“Coraline” is, to put it bluntly, one of the best animated movies, ever. Child or adult, you owe it to yourself to check out this gem. Based on the novella by Neil Gaiman, it is the story of a tween girl whose family moves to a big, old house. The place is so large that she and her parents only rent one floor. The other levels are occupied by a bizarre menagerie of characters, including a pair of old Vaudeville performers and a gymnast who trains mice. Then there are a stray cat and Wybie, an annoying boy who rides a motorbike.
Exploring her new home, Coraline finds a tiny door. When she finally gets it open, she is disappointed to find nothing but bricks behind it. Late one night, though, Coraline revisits the door, finding that it opens to a tunnel. On the other side she finds an alternate reality, one where her mother and father are much more entertaining and obliging, where everything is more enchanting. She soon discovers a dark side to this dreamworld, however, and it takes all of her wits to save herself, her real parents, and her real life.
“Coraline” works as both a straight, fantasy-horror story and as a metaphor for coming-of-age. Coraline's boredom and her dissatisfaction with her busy parents will be familiar to any tween or teen. The dark lure of a more exciting world without parents is a potent theme for a horror story aimed at a tween audience, but “Coraline” can be enjoyed by all ages. It is as close to a perfect movie as you will find.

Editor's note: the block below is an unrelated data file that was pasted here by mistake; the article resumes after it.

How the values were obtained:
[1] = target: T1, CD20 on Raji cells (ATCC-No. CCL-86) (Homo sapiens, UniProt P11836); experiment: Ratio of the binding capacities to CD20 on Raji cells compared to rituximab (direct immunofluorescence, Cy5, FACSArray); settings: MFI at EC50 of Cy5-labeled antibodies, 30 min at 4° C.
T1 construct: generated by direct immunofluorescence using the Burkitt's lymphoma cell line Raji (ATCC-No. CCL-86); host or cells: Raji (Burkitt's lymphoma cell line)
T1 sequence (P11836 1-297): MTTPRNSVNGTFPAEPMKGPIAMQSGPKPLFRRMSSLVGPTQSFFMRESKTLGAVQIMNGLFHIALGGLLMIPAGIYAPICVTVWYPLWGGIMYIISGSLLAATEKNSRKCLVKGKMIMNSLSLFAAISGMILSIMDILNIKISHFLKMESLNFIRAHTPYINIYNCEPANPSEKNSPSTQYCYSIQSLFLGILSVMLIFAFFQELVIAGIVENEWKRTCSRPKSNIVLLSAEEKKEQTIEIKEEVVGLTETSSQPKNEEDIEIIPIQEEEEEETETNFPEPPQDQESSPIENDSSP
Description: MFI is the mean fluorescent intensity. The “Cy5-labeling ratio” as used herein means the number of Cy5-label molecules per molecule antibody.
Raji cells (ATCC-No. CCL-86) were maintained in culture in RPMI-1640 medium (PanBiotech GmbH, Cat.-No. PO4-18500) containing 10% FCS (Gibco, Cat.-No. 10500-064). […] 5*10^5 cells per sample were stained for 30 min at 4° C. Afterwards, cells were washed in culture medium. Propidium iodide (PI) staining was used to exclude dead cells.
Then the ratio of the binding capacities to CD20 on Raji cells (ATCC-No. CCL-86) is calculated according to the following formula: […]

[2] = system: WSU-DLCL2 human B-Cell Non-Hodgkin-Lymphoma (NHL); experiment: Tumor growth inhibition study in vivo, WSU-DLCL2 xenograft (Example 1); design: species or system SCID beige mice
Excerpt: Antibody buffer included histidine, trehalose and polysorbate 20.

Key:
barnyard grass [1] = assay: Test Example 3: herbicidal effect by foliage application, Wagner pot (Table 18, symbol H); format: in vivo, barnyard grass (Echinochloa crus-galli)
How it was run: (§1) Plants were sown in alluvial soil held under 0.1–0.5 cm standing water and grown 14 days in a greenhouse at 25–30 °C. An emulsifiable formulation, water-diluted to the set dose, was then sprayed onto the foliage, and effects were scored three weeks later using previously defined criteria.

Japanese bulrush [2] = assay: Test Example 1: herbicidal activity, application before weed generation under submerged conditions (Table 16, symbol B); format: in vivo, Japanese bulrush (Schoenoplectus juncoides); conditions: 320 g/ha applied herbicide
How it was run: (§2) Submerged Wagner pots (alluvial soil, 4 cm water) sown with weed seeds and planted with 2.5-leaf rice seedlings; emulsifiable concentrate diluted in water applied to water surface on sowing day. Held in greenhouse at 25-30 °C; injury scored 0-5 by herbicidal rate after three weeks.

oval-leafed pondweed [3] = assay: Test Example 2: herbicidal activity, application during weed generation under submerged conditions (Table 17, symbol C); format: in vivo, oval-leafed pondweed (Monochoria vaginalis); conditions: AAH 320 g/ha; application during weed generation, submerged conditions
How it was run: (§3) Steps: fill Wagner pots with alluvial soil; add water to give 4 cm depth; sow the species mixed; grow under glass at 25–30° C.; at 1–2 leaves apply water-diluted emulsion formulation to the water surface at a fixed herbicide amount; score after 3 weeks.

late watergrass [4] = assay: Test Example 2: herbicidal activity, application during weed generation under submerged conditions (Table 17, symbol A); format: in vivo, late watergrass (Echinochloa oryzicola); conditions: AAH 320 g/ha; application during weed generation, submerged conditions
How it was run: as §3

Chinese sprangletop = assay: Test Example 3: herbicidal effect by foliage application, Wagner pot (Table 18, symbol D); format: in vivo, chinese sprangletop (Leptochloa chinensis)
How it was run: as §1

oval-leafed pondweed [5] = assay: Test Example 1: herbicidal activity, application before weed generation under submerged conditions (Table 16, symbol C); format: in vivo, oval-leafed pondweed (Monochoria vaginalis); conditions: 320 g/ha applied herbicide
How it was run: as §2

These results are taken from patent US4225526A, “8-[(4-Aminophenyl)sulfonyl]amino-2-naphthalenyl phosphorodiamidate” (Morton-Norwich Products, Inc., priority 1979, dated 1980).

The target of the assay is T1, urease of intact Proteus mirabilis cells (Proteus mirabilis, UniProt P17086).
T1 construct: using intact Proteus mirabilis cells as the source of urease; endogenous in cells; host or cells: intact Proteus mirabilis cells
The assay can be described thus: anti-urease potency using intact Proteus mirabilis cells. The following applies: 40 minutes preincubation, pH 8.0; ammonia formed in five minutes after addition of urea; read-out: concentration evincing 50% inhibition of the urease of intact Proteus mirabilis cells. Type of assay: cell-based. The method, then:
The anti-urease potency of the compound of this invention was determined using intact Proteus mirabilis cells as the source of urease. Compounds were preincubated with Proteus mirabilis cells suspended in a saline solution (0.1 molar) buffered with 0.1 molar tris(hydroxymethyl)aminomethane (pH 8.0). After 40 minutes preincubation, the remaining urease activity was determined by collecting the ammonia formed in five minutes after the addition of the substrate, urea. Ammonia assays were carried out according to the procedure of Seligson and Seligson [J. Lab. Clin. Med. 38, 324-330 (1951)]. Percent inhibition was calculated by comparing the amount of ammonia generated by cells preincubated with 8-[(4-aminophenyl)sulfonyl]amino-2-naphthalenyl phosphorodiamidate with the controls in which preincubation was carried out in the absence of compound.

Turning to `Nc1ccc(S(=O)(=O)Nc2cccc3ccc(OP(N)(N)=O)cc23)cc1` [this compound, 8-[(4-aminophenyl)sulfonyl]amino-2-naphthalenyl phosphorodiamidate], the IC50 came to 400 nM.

It should come as no surprise that “Coraline” is so delightful. Besides originating with author Neil Gaiman (“The Sandman”, “American Gods”), the film is directed by Henry Selick, who is best known for the stunning “The Nightmare Before Christmas.” Like “Nightmare,” “Coraline” is filmed using stop-motion animation. I don't want to be one of these crusty, old Luddites carrying on about how the old animation styles are better than the new CGI stuff. There are some outstanding CGI-animated films out there, including the “Toy Story” and “Monsters, Inc.” films. Nonetheless, there is something lush about the imagery in “Coraline.”
Beautiful animation, a rich story, and inspired voice acting from the likes of Dakota Fanning, Terry Hatcher, and Keith David (stealing every scene as The Cat). What's not to love?! Along with “The Nightmare Before Christmas,” “Coraline” stands as one of the great animated films.
5 stars out of 5